Sheila Jackson Lee on staking out an aisle seat for some TV face time before SOTU: I'm always working on behalf of my constituents
**Written by Doug Powers
Sheila Jackson Lee might think her constituency is ill-informed on some issues (hard to argue with her there — after all, they keep electing Sheila Jackson Lee), but that doesn’t stop her from tirelessly working on their behalf by spending several hours holding an aisle seat for State of the Union speeches:
It’s one of the great ironies of lawmakers who fight for the aisle seat. They wait up to 12 hours (some try to put a book or a coat down, but the Secret Service says this is technically against the rules) to get one of these choice seats, for some sort of personal glory, but the cost can be more than just the time spent protecting their spot.
“I’m always working on behalf of my constituents,” said Rep. Sheila Jackson Lee, D-Texas, when asked why she stakes out an aisle seat each year. “I am working on their behalf, and they are seeing me work on their behalf. Many of them are moved by the moment.”
Some other members of Congress don’t consider practically camping out for an aisle seat to be working on behalf of their constituents. If anything, quite the opposite:
“I keep a busy schedule, I don’t have an extra eight hours to keep a seat warm,” said Rep. Gerald Connolly of Virginia, noting that he often is one of the last Democrats to show up so he often sits in the Republican section.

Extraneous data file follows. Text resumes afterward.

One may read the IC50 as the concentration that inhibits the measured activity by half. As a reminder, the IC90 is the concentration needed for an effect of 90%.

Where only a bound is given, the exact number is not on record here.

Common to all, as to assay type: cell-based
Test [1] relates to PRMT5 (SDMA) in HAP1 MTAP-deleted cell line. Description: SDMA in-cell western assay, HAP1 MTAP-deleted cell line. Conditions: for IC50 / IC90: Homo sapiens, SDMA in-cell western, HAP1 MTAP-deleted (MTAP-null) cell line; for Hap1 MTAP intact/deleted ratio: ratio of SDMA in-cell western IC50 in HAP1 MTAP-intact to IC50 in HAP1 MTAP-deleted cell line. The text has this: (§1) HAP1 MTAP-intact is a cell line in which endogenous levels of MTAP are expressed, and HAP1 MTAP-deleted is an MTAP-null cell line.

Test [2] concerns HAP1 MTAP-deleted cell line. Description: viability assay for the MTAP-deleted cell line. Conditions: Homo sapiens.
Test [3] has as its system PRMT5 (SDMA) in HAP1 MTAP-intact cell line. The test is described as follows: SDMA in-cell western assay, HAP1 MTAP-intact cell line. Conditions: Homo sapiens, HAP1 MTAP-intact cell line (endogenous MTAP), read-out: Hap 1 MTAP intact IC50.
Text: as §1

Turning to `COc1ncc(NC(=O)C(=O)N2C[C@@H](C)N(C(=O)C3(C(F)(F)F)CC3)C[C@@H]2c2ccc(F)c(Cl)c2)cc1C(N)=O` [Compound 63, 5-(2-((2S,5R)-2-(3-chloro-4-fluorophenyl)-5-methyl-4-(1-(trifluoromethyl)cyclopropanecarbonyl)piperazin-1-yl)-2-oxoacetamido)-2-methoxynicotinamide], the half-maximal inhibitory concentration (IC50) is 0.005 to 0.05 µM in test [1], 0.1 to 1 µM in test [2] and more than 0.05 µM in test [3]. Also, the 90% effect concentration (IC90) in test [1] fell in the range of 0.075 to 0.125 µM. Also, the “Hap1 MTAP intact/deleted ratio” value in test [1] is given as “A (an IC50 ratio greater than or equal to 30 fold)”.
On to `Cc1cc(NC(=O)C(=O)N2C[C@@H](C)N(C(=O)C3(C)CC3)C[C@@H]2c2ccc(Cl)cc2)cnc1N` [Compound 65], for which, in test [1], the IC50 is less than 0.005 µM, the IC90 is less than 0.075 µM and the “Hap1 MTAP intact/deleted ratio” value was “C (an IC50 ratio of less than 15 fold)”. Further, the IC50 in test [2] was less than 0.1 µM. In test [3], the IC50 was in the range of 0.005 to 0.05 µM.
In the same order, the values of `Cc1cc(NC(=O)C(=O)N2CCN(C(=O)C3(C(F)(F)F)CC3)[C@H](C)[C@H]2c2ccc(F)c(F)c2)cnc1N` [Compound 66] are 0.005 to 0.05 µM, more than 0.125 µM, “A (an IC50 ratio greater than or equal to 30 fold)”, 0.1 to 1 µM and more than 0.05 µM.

This may be the most bipartisan message of the whole State of the Union, one that members on both sides of the aisle tend to agree with.
“I don’t have eight hours to waste,” said Rep. Mark Meadows, R-N.C., almost echoing his Democratic colleague. “If you are doing this job well, every minute should be spent going to briefings, researching, and figuring out how to move ahead.
“I’m not giving up eight hours of my time for a minute on national television,” he said.
“On my bucket list, getting one of those spots just isn’t on it,” said Rep. Jim McGovern, D-Mass. “But you know, for the people who do this, it’s probably their 15 seconds of fame.”
How dare he insinuate that Rep. Jackson Lee’s selfless hours of, uh, chair sitting, in return for just a few seconds on TV is just a cheap attempt at temporary fame. There are certain members of Congress, SJL among them, who do their constituents — and indeed the nation — a great service by spending an entire day sitting in a chair doing nothing except waiting for that one, brief, shining moment:
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